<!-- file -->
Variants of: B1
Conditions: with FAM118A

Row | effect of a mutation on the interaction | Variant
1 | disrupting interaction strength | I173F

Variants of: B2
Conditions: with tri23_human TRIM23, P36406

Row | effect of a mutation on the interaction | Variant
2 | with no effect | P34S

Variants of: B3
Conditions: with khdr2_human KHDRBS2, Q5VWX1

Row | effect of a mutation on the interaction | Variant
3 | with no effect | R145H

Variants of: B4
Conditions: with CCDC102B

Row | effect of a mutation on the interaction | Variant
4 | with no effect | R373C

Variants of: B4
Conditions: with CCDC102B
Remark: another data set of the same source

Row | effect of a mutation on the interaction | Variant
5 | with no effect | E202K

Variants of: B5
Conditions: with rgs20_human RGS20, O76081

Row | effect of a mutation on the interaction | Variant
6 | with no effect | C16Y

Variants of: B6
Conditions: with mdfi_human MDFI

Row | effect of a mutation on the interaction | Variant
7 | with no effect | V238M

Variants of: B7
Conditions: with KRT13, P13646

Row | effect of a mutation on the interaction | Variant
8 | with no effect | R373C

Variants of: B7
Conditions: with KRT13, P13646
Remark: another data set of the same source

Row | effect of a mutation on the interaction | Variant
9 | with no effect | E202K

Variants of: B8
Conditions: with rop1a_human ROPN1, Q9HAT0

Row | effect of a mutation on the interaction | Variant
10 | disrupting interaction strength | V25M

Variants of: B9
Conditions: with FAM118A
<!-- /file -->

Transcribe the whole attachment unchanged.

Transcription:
Variants of: B1
Conditions: with FAM118A

Row | effect of a mutation on the interaction | Variant
1 | disrupting interaction strength | I173F

Variants of: B2
Conditions: with tri23_human TRIM23, P36406

Row | effect of a mutation on the interaction | Variant
2 | with no effect | P34S

Variants of: B3
Conditions: with khdr2_human KHDRBS2, Q5VWX1

Row | effect of a mutation on the interaction | Variant
3 | with no effect | R145H

Variants of: B4
Conditions: with CCDC102B

Row | effect of a mutation on the interaction | Variant
4 | with no effect | R373C

Variants of: B4
Conditions: with CCDC102B
Remark: another data set of the same source

Row | effect of a mutation on the interaction | Variant
5 | with no effect | E202K

Variants of: B5
Conditions: with rgs20_human RGS20, O76081

Row | effect of a mutation on the interaction | Variant
6 | with no effect | C16Y

Variants of: B6
Conditions: with mdfi_human MDFI

Row | effect of a mutation on the interaction | Variant
7 | with no effect | V238M

Variants of: B7
Conditions: with KRT13, P13646

Row | effect of a mutation on the interaction | Variant
8 | with no effect | R373C

Variants of: B7
Conditions: with KRT13, P13646
Remark: another data set of the same source

Row | effect of a mutation on the interaction | Variant
9 | with no effect | E202K

Variants of: B8
Conditions: with rop1a_human ROPN1, Q9HAT0

Row | effect of a mutation on the interaction | Variant
10 | disrupting interaction strength | V25M

Variants of: B9
Conditions: with FAM118A